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As MCCA's 20th Approaches, Meet New CEO Jean Lee

The new CEO of the Minority Corporate Counsel Association, Jean Lee, comes from in-house—as JPMorgan Chase VP and Assistant GC—but is no stranger to advancing diversity and inclusiveness.


We caught up with Jean, who comes on board in March to replace Joe West (who joined Duane Morris as a trial partner and Chief Diversity & Inclusion Officer).

MCCA's first Asian American CEO, Jean has served on MCCA's board for the past three years and has been a member and corporate member. She tells us she worked on inclusiveness as a member of JP Morgan's Global Legal Diversity Committee. At MCCA, "rather than focusing part of my time on it, I'll be devoted 100% to issues I'm really passionate about, every day."

A first-generation Korean American, Jean immigrated to the US at 8 years old. She's been honored as a Trailblazer by the Korean American Lawyers Association of Greater New York and a Catalyst Agent by the Council of Urban Professionals, and served as the president of the Asian American Bar Association of New York in 2012 and continues serving on its board of directors. She's relocating to the District in her one-week break between jobs.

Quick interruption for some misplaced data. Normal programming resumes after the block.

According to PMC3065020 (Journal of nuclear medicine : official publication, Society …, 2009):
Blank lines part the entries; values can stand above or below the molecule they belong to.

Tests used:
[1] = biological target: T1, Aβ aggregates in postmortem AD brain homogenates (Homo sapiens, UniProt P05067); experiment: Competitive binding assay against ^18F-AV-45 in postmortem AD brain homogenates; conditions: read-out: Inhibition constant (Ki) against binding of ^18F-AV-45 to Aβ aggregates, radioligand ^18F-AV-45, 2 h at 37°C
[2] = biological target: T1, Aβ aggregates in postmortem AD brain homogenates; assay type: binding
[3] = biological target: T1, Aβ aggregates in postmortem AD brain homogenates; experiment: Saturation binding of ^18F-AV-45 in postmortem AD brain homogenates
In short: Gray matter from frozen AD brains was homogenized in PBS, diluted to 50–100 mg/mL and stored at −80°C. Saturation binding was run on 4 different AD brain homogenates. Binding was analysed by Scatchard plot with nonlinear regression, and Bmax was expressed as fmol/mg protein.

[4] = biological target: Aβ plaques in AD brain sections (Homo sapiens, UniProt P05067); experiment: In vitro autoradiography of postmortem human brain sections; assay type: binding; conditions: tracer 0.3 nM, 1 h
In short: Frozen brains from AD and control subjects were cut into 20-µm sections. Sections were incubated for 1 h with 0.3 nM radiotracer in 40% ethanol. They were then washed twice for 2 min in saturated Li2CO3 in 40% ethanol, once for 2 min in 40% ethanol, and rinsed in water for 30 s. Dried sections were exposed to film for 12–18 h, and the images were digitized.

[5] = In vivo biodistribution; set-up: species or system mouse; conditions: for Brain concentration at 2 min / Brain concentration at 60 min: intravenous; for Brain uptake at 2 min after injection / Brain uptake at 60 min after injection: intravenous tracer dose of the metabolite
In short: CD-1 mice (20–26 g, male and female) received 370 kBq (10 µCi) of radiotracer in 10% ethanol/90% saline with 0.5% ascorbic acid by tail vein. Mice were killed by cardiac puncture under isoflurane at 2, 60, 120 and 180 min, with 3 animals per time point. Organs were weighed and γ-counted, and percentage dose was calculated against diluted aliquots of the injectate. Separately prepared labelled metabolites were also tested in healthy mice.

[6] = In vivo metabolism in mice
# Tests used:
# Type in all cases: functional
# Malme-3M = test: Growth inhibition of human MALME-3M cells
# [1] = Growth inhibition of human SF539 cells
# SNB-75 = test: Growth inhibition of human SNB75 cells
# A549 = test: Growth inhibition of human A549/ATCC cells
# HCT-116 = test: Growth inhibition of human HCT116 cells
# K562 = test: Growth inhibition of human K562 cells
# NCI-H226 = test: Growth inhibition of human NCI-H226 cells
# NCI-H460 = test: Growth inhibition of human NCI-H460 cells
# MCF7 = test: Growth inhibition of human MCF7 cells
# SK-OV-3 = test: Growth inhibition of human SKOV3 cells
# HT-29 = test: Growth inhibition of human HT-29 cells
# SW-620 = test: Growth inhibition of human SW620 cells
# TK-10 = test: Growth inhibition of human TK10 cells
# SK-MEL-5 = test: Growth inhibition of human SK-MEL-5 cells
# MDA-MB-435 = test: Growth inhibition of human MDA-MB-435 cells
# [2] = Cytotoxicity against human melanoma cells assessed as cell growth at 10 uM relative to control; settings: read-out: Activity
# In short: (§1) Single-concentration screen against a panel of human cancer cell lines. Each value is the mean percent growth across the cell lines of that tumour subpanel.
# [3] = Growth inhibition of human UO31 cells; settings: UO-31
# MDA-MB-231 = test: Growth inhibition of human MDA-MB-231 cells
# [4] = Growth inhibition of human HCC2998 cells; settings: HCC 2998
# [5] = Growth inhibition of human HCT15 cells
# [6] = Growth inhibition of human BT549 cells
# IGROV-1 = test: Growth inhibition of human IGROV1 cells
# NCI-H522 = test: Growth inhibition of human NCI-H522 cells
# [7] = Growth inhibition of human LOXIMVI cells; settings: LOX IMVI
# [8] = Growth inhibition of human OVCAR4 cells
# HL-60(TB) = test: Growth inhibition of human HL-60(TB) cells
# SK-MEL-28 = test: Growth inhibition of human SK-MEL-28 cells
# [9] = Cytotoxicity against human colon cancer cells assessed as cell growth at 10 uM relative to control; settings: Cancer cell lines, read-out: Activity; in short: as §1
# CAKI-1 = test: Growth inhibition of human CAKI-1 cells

Before joining JPMorgan, Jean was a litigator at Milberg and Entwistle & Cappucci, an attorney for the Port of Authority of NY and NJ and Sullivan & Cromwell, a clerk for Judge John Hughes, and a forensic social worker for Legal Aid.


As CEO, Jean says her first priority is putting together a plan to share MCCA's vision, especially as its 20th anniversary approaches next year. The organization was founded to advance the hiring, retention and promotion of diverse attorneys in legal departments and law firms. "I was always inspired by thought leadership and best practices it provides to corporations like JP Morgan through programs like the Academy for Leadership and Inclusion," says Jean.

There's been a lot of research about the business case for diversity, points out Jean. Still, between the 2013 and 2015 general counsel surveys conducted by MCCA, the number of African-American general counsels decreased from 54 to 51, she says. MCCA, corporations and law firms have to really partner together to ensure we're developing the pipeline and not becoming complacent: "There's still a lot of work to do, and we're happy to do it."